Betsy Ross Flag - Network Design

Protocols of Liberty: Communication, Innovation, and teh American Revolution [Book Banner from Title Page Image] Betsy Ross Flag - Network Design
William Warner [Author Name]
The University of Chicago Press [Publisher Name]
Overview [Link]
Introduction [Link]
Chapter 1 [Link]
Chapter 2 [Link]
Chapter 3 [Link]
Chapter 4 [Link]
Chapter 5 [Link]
Chapter 6 [Link]
Conclusion [Link]

Circular Broadsides & Pamphlets Published and Distributed by the
Boston Committee of Correspondence, 1772-1775

LINKS: Broadcasting -- Broadsides of the Boston Committee-- the King's Word -- Communications of the First Congress -- Declaration of 1776

LINKS: Genre -- Votes -- Petitions -- News Broadsides -- Declarations -- the Declaration of 1776

The Votes and Proceedings acquired much of its significance from its position as the first, province-wide communication of the Boston Committee of Correspondence. Over the next two and a half years of the American Crisis, the Boston Committee availded itself of communication by pamphlet or broadside at least a dozen times. These formats had certain advantages over the more routine communication by newspaper. Broadsides and pamplets could be printed as soon as manuscript copy was ready without regard to the weekly schedule of the newspapers; as documents composed to have a single clear focus, they could avoid the distraction of being printed along side competing political and commercial messages; and finally, because the Boston committee controlled their distribution, they could be targeted to audiences in remote parts of the province, or entirely outside of the province, who could not reliably reached by the local Boston newspapers. These documents broadcast the Boston Whig political perspective at each phase of the imperial crisis.
 1 20 November 1773 The Votes and Proceedings of the Town of Boston

30 March 1773

“Vindication” of the Town’s Committee of Correspondence from “gross Misrepresentations by the Governor.”

9 April 1773

Letter for a Gentleman of Distinction in Virginia with the Resolves of the Virginia House of Burgesses proposing committees of the assemblies for regular inter-colonial communication

23 June 1773

Cover letter with the pamphlet documenting scandalous, “Copies of Letters Sent to Great Britain by His Excellency Governor Thomas Hutchinson, etc….”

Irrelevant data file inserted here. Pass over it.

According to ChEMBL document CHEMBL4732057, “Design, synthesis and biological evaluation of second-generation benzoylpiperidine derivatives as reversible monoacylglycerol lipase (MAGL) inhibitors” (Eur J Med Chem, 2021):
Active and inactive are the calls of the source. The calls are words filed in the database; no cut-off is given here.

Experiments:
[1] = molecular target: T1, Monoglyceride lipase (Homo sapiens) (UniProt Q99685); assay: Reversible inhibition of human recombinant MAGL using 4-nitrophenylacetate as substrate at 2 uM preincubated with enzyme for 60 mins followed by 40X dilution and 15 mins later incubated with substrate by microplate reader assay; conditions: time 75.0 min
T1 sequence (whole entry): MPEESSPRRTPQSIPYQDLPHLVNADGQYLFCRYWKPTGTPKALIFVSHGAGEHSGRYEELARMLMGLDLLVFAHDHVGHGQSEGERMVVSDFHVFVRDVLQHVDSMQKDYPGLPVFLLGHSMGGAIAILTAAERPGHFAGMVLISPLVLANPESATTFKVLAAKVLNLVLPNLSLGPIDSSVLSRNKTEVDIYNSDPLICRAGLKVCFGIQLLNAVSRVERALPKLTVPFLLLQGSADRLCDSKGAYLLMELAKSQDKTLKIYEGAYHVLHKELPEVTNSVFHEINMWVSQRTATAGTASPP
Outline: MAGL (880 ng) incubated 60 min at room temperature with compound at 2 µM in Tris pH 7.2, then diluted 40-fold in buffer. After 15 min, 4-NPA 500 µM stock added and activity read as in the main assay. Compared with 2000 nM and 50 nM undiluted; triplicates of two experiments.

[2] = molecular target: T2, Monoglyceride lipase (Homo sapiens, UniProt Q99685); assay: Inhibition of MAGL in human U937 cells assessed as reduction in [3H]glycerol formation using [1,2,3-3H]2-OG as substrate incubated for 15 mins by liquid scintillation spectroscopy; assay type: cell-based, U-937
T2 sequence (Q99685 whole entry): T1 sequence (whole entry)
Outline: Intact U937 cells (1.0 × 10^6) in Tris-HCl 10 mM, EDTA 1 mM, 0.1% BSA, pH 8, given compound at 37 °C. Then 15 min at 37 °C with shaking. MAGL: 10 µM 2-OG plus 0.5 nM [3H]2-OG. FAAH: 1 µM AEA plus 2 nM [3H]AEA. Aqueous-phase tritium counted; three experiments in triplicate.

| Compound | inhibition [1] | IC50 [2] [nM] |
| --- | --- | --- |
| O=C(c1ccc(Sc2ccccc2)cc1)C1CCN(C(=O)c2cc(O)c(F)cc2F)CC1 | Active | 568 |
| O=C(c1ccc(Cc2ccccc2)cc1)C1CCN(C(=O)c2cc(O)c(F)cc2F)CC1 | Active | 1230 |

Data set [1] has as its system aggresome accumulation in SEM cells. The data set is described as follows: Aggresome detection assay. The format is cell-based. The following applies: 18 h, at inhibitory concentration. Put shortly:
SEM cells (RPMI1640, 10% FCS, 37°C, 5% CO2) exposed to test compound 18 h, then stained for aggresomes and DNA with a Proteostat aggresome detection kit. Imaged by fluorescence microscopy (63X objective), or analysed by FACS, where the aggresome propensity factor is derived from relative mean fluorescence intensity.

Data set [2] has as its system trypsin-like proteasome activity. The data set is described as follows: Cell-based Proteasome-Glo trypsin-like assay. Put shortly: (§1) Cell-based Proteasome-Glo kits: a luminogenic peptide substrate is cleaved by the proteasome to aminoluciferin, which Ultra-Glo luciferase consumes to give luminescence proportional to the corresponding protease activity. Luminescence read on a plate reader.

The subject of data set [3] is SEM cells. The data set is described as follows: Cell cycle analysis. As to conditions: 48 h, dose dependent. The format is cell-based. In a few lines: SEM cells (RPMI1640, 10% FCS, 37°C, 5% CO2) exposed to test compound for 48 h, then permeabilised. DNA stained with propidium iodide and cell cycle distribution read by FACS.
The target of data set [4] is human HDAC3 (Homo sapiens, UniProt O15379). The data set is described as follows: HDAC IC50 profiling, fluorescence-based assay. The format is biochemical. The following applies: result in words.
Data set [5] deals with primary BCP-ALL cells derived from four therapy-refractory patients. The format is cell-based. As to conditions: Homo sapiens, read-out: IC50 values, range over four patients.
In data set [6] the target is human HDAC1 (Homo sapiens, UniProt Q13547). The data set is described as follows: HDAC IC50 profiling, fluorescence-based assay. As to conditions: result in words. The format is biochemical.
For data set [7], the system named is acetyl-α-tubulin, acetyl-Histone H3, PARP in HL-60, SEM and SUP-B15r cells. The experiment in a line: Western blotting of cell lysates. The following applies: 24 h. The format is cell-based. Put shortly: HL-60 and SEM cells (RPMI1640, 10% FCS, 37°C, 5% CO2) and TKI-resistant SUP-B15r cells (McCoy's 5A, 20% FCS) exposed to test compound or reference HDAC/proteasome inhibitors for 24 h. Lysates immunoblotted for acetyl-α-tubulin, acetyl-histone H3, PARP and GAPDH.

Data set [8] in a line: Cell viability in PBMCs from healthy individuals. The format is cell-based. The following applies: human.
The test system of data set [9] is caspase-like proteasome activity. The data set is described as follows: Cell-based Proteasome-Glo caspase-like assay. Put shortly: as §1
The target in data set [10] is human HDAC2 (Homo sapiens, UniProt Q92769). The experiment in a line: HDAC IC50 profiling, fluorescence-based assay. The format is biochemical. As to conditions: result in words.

19 November 1773 (but dated 21 September) “Gentlemen, the State of Public Affairs undoubtedly still demands the greatest Wisdom, Vigilance and Fortitude.”

23 November 1773

Letter from Boston and four towns in its vicinity regarding the East Indian Tea

1 December 1773

(Sent with no. 6) Cover letter with a 15 page pamphlet, including records of the 5 and 18 November town meetings, and the Boston “Meeting of the People” (of Boston and neighboring towns) of Monday 29-30 November

12 May 1774

“An Act has been passed by the British Parliament for blocking up the Harbor of Boston.”

[Date Missing] June 1774

A form so each town may join a Solemn League and Covenant: “We the Subscribers, inhabitants of the town of ____” agree immediately “[to] suspend all commercial intercourse with Great Britain”

26 July 1774

Letter from the Boston town meeting to the other towns of Massachusetts: expressing that, “yet undaunted” under “double oppression” of blockage and military occupation, we express gratitude for the material support from the towns.

21 Sept 1774

Boston and 12 adjacent towns condemn General Gage’s occupation of Boston and pledge not to provide the British army with any useful supplies; anyone doing so “shall be held in the highest detestation, be deemed the most inveterate enemies of this people, and ought to be prevented, opposed and defeated by all reasonable means whatever.”

20 Jan 1775

THE KING’S SPEECH to Parliament on 12 Dec 1774: “It gives me much concern…to inform you that a most daring spirit of resistance, and disobedience to law, still prevails in the Massachusetts Bay”; with responses of the Lords and Commons.

25 Feb 1775

The committees of correspondence and inspection of Boston and seven neighboring towns recommend these various measures to strengthen the blockage of military supplies that are intended for General Gage’s army.
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